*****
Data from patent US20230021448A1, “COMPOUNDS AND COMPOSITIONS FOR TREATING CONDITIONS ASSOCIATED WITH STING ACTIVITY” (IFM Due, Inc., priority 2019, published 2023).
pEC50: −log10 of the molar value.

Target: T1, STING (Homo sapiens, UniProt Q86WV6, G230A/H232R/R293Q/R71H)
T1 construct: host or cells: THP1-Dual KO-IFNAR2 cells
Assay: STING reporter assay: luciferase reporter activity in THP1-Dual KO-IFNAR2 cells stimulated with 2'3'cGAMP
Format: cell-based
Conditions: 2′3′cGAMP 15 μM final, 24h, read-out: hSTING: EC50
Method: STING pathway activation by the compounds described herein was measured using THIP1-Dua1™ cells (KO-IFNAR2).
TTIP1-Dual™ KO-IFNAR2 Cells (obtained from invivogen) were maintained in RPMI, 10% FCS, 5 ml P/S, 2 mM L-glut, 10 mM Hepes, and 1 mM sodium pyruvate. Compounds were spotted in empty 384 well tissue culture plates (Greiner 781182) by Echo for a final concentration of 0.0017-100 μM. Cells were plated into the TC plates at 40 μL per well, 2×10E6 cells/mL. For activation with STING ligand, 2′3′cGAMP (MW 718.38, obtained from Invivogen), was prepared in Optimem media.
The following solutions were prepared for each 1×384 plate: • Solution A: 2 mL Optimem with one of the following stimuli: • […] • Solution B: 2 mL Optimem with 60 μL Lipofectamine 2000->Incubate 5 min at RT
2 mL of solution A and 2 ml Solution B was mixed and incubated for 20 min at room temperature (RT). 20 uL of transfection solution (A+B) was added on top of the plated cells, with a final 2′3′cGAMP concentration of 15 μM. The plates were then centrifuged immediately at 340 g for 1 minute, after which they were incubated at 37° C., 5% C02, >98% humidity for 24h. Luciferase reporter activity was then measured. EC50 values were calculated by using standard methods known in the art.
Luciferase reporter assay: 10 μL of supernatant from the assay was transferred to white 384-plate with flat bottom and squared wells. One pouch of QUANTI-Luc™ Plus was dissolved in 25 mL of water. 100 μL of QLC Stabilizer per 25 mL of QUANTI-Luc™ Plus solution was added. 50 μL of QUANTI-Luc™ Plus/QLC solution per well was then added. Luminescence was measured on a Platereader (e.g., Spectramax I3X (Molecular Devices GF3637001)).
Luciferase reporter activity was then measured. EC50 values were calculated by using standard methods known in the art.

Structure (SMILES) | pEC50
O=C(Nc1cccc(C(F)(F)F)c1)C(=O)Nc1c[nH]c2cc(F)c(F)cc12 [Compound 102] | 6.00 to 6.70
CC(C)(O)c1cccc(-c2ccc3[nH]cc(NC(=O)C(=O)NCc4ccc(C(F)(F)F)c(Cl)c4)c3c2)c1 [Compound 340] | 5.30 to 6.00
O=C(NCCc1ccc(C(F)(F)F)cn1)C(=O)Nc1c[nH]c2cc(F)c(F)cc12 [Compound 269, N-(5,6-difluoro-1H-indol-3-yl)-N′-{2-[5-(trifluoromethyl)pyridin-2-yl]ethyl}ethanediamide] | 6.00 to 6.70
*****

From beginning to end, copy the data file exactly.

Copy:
Data from patent US20230021448A1, “COMPOUNDS AND COMPOSITIONS FOR TREATING CONDITIONS ASSOCIATED WITH STING ACTIVITY” (IFM Due, Inc., priority 2019, published 2023).
pEC50: −log10 of the molar value.

Target: T1, STING (Homo sapiens, UniProt Q86WV6, G230A/H232R/R293Q/R71H)
T1 construct: host or cells: THP1-Dual KO-IFNAR2 cells
Assay: STING reporter assay: luciferase reporter activity in THP1-Dual KO-IFNAR2 cells stimulated with 2'3'cGAMP
Format: cell-based
Conditions: 2′3′cGAMP 15 μM final, 24h, read-out: hSTING: EC50
Method: STING pathway activation by the compounds described herein was measured using THIP1-Dua1™ cells (KO-IFNAR2).
TTIP1-Dual™ KO-IFNAR2 Cells (obtained from invivogen) were maintained in RPMI, 10% FCS, 5 ml P/S, 2 mM L-glut, 10 mM Hepes, and 1 mM sodium pyruvate. Compounds were spotted in empty 384 well tissue culture plates (Greiner 781182) by Echo for a final concentration of 0.0017-100 μM. Cells were plated into the TC plates at 40 μL per well, 2×10E6 cells/mL. For activation with STING ligand, 2′3′cGAMP (MW 718.38, obtained from Invivogen), was prepared in Optimem media.
The following solutions were prepared for each 1×384 plate: • Solution A: 2 mL Optimem with one of the following stimuli: • […] • Solution B: 2 mL Optimem with 60 μL Lipofectamine 2000->Incubate 5 min at RT
2 mL of solution A and 2 ml Solution B was mixed and incubated for 20 min at room temperature (RT). 20 uL of transfection solution (A+B) was added on top of the plated cells, with a final 2′3′cGAMP concentration of 15 μM. The plates were then centrifuged immediately at 340 g for 1 minute, after which they were incubated at 37° C., 5% C02, >98% humidity for 24h. Luciferase reporter activity was then measured. EC50 values were calculated by using standard methods known in the art.
Luciferase reporter assay: 10 μL of supernatant from the assay was transferred to white 384-plate with flat bottom and squared wells. One pouch of QUANTI-Luc™ Plus was dissolved in 25 mL of water. 100 μL of QLC Stabilizer per 25 mL of QUANTI-Luc™ Plus solution was added. 50 μL of QUANTI-Luc™ Plus/QLC solution per well was then added. Luminescence was measured on a Platereader (e.g., Spectramax I3X (Molecular Devices GF3637001)).
Luciferase reporter activity was then measured. EC50 values were calculated by using standard methods known in the art.

Structure (SMILES) | pEC50
O=C(Nc1cccc(C(F)(F)F)c1)C(=O)Nc1c[nH]c2cc(F)c(F)cc12 [Compound 102] | 6.00 to 6.70
CC(C)(O)c1cccc(-c2ccc3[nH]cc(NC(=O)C(=O)NCc4ccc(C(F)(F)F)c(Cl)c4)c3c2)c1 [Compound 340] | 5.30 to 6.00
O=C(NCCc1ccc(C(F)(F)F)cn1)C(=O)Nc1c[nH]c2cc(F)c(F)cc12 [Compound 269, N-(5,6-difluoro-1H-indol-3-yl)-N′-{2-[5-(trifluoromethyl)pyridin-2-yl]ethyl}ethanediamide] | 6.00 to 6.70